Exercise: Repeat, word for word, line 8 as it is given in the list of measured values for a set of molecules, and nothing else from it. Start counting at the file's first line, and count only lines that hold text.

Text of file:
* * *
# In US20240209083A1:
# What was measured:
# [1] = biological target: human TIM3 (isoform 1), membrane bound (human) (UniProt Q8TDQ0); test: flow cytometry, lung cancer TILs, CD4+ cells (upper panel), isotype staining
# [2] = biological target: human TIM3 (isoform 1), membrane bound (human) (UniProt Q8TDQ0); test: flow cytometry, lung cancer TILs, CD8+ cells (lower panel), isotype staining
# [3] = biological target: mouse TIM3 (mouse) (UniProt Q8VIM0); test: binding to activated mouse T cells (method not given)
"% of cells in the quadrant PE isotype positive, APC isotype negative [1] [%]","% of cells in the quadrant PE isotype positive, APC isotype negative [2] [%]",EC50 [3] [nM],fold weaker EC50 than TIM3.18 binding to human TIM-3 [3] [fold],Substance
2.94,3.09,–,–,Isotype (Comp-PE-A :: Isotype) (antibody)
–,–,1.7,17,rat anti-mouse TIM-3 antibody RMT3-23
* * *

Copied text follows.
–,–,1.7,17,rat anti-mouse TIM-3 antibody RMT3-23